- Connect the negative jumper cable to any unpainted metal under the hood of the car with the dead battery. Make sure that you choose a spot that’s at least 18 inches away from the dead battery. Never attach the negative cable to the negative terminal in the car being jumped.
- Start the car with the good battery. Let it run at idling speed for about 5 minutes.
- Try starting the car with the dead battery. If it doesn’t start, try letting it charge for a few minutes more.
- If it does start, remove the jumper cables in the reverse order that they were put on. Remove the negative cable from the unpainted metal, the negative from the good battery, the positive from the good battery, and the positive from the dead battery.
- Remember to let the jump-started car run for 30 minutes. You can let it idle or drive it for 30 minutes to help recharge the battery.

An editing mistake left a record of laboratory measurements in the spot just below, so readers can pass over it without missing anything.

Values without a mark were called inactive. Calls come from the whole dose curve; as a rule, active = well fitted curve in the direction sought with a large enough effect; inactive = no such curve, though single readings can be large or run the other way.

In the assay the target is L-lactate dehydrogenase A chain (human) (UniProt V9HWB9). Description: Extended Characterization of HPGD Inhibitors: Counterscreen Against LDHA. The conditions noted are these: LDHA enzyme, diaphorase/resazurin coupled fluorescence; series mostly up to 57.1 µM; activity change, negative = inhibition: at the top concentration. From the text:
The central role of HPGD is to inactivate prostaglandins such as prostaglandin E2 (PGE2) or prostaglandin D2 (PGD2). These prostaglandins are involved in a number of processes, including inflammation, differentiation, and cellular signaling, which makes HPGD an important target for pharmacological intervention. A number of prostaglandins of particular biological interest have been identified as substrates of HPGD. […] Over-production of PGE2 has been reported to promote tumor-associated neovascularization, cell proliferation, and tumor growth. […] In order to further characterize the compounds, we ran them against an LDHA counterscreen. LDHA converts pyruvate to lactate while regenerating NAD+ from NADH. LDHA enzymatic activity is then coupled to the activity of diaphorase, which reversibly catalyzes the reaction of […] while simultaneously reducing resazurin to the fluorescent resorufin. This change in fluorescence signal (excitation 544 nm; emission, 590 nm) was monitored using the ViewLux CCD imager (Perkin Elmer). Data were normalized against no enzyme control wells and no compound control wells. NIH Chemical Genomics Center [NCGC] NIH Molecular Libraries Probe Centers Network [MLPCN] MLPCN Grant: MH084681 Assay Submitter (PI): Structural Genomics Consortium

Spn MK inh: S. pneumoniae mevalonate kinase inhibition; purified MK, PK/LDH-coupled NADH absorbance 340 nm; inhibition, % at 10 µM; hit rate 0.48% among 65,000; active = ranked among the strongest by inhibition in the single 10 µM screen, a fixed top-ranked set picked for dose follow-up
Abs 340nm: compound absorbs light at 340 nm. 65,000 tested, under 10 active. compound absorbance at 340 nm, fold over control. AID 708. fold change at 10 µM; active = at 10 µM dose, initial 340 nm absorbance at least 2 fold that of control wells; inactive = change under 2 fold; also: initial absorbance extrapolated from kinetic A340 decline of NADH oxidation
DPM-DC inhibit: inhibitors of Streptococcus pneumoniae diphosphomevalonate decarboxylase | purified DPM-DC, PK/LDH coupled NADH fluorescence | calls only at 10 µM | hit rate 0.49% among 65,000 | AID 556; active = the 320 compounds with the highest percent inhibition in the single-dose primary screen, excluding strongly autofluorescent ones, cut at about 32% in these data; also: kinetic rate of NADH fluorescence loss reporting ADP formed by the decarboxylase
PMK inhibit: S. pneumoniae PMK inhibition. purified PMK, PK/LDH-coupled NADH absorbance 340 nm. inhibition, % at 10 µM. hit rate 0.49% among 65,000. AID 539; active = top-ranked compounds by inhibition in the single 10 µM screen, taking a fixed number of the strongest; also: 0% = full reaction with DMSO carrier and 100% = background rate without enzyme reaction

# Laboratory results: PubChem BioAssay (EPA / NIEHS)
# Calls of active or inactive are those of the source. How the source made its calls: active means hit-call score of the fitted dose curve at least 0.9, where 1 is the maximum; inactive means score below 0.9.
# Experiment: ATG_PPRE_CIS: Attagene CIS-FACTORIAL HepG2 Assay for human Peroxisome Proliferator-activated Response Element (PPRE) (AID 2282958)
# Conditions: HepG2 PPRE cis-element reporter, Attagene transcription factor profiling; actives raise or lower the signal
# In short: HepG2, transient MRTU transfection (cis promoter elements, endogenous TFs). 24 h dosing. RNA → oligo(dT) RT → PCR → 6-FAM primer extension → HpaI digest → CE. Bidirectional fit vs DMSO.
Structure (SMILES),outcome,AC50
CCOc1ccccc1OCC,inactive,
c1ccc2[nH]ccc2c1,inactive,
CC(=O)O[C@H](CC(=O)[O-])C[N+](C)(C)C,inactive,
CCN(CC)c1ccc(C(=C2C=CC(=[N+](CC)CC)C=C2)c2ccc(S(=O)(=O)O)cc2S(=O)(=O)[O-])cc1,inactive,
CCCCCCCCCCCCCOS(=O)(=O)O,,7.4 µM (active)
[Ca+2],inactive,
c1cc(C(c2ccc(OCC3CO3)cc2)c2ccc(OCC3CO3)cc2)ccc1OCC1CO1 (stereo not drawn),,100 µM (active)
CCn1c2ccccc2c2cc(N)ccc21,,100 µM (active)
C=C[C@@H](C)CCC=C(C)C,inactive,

If the car still won’t start after going through these steps, call a tow truck and have your car looked at in the shop. And if you are unsure of how to jump-start a car and you are stuck somewhere, don’t be afraid to call roadside assistance.
How to Change a Tire
Changing a tire is one of the most common forms of emergency car repair, and in some situations, it can require roadside assistance. If you have a flat tire on the highway or a narrow road and the flat is on the driver’s side, call roadside assistance. The chances of being struck by an oncoming vehicle are too high to risk trying to change the tire. If you’re on the highway and there is a nearby exit, it can often be the best choice to drive off the highway, but be warned that you will destroy the tire and could potentially damage the wheel. Still, safety should be the priority, and driving farther is safer than changing a tire on the shoulder of a busy highway.
Here are the steps on how to change a tire.
- Make sure the car isn’t moving and that it’s on a level street without a lot of bumps. You might want to put a brick behind the opposite tire to prevent the car from rolling. Ensure that the parking brake is on.